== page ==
TAMPA, Fla. – After Teuvo Teravainen did what few 20-year-olds ever do in the Stanley Cup final Wednesday night, Chicago veteran Marian Hossa marveled about the kid’s calm and even gave him a nickname.
“I never heard that before,” Teravainen said Thursday in Amalie Arena. “I guess that’s right, I try to be pretty calm out there, do my thing, not stress about it too much. I think I play better if I’m just calm and ready.”
You watch a third period like the one we saw here in Game One and it’s pretty easy to figure out why the Blackhawks aren’t leaving the playoff map anytime soon, no matter what deletions the salary cap might cause. They keep finding talent and molding it into the framework of their team.
Teravainen, a center picked 18th overall in the 2012 draft, posted a goal and an assist in the final 6:32 of the Hawks’ 2-1 comeback win over the Tampa Bay Lightning. He thus became the first rookie in NHL history to score two third-period points in the first game of a Cup final. Last rookie to post more than one point for an entire Cup final opener? Jaromir Jagr in 1991.
At 5-11 and 178 pounds, Teravainen still needs to improve his physique. But there’s no questioning his skill. The Helsinki native was the captain of Finland’s gold-medal team in the 2014 World Junior Championships – won on an overtime goal by Sabres defenseman Rasmus Ristolainen – and has shown some sick mitts in recent games.
His goal with 6:32 left on a long screened shot got the Hawks even and then he set up Antoine Vermette’s winner by stripping J.T. Brown in the Tampa zone and feeding the puck to his left.
“The game started like 3 a.m. in Finland and I think there were still a lot of my friends and family, a lot of Finns watching,” he said. “It’s great to score a goal. I think that was kind of lucky one. Just shoot it and it went in. It’s great for me, and I think Finland went a little crazy about it, too. That’s fun.”
“We try to encourage him to just get pucks through,” said coach Joel Quenneville. “Getting pucks to the net can result in action at the net. Sometimes they go in. Last night was exactly what you’re talking about. But we had traffic. Looking for the perfect play with not a lot of time is tough. Usually leads to turnovers. We try to stress that with our team game as well. Very timely plays by him, getting more of a shot mentality to his game.”
Teravainen comes from a hockey-playing family that includes his father, a brother and a sister. Even his mother plays floor ball in Finland.
“My sister is pretty good,” he said. “My brother is pretty good. He’s a D-man. But I think right now I’m the best.”
Teravainen smiled and got a big laugh with that comment. He also broke up the Hawks’ dressing room late Wednesday when he told reporters this was his first thought after scoring the tying goal in his first Cup final game: “Oh no, I have to go do media now.”
As he sat at a lectern Thursday, you could sense his nerves. Understandable. A room full of cameras and veteran reporters and this is a kid who barely shaves. A playoff beard? No chance.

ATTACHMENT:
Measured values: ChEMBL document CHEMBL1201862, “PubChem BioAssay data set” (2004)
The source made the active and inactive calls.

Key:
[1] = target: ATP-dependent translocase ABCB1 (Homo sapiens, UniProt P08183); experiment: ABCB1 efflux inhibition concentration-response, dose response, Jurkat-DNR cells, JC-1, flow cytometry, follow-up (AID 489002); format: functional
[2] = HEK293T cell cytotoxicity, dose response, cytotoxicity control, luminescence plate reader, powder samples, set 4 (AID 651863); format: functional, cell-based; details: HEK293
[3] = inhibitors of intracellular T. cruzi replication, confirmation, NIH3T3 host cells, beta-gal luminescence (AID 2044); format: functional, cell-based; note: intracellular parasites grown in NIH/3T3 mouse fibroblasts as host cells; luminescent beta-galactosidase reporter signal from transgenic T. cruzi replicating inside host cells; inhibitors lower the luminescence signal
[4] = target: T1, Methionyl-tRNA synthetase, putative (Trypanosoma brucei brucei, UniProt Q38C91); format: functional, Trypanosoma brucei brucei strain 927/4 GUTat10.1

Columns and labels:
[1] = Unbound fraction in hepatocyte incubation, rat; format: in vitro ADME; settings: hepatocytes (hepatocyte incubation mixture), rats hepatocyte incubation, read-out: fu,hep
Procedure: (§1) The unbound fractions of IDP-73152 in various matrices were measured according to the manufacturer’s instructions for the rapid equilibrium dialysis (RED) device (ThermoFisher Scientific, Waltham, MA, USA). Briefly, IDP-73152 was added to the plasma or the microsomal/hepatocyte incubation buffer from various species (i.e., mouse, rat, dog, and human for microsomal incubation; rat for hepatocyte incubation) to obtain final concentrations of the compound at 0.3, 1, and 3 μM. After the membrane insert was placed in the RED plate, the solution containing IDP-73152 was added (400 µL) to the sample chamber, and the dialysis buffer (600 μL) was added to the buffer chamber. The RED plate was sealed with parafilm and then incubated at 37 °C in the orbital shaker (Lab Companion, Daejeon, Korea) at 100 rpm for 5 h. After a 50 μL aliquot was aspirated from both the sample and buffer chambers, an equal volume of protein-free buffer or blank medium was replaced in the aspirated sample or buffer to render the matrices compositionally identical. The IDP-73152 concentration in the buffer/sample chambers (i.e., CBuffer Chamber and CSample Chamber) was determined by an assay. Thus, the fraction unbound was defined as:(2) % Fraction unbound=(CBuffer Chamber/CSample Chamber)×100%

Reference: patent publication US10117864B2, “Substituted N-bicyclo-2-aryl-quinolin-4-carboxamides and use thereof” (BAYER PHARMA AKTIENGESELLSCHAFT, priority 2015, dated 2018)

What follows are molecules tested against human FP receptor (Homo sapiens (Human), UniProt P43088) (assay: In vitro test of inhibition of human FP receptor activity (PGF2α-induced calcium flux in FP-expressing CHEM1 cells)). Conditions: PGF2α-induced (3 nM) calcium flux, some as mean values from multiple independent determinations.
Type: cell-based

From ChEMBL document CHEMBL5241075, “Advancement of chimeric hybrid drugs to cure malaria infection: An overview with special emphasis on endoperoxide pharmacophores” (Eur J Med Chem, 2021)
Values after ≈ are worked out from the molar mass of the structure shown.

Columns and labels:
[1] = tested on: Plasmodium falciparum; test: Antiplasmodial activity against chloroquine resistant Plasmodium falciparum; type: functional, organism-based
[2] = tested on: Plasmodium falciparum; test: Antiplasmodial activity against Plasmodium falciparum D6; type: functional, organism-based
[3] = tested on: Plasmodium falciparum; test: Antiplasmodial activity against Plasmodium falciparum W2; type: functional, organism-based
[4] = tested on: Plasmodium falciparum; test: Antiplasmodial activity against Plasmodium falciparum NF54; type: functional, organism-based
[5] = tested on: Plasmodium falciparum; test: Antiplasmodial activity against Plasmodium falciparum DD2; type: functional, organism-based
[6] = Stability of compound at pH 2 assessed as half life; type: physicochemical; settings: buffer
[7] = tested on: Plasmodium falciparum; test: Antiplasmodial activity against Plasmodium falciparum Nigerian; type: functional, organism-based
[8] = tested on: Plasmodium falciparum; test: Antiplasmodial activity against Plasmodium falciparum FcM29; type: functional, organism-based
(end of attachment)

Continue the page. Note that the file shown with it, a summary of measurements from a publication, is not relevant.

Teravainen said 40-year-old defenseman Kimmo Timonen is acting like a second father for him during his initial forays into the NHL. And they talk about far more than just games. Timonen told the Canadian Press this week that Teravainen has star power, provided he perfects his craft 12 months a year.
“He’s got a long way to go,” Timonen said. “He’s a skinny guy, so he’s got to start lifting weights. … I told him, ‘This summer, you’ve got to make sure you work out. Golf is not a workout.’ ”
“My real dad is far, far in Finland, so he’s just helping with some little things,” Teravainen said of Timonen. “Just a lot of experience, great to have him here.”
Teravainen has three goals and eight points with a plus-3 rating in 13 playoff games. And his regular season, which opened in the minors, was pedestrian, with four goals and five assists in 34 games.
It’s not easy for Quenneville, or most coaches, to trust a 20-year-old. Especially at this level. Teravainen, in fact, has been a healthy scratch five times during these playoffs. News flash: He’s not seeing the press box anymore.
“I think we trust players more when they play the right way,” Quenneville said. “It’s more what they do defensively, how they handle pucks in safe plays, their positional awareness, their strength in the puck areas. … He’s got a quick stick, a good awareness. I think with time you can trust him in different situations. The thing is last night was a good example of putting him out there based on what he’s done for us recently. We like the progression.”
“When you’re trying to find ways to win a tough series, you can rely on your best players, but at the same time you need guys to come out of the woodwork,” said Hawks captain Jonathan Toews. “Maybe guys that you don’t expect firsthand to make big plays. … Teuvo has been getting better and better. I think it’s a great example of that support we need from guys that maybe don’t get the attention or credit on a regular basis.”
The Hawks got no points from Toews or Patrick Kane in Game One. They didn’t have a lot going on until a relative unknown with freezing cold water in his veins had a coming-out party on the game’s biggest stage.
“This organization has done a good job not to try to put too much pressure on him, just kind of give him the opportunity,” defenseman Johnny Oduya said of Teravainen. “When he’s mature to play, he’s mature to play. He’s shown that, especially in these playoffs.”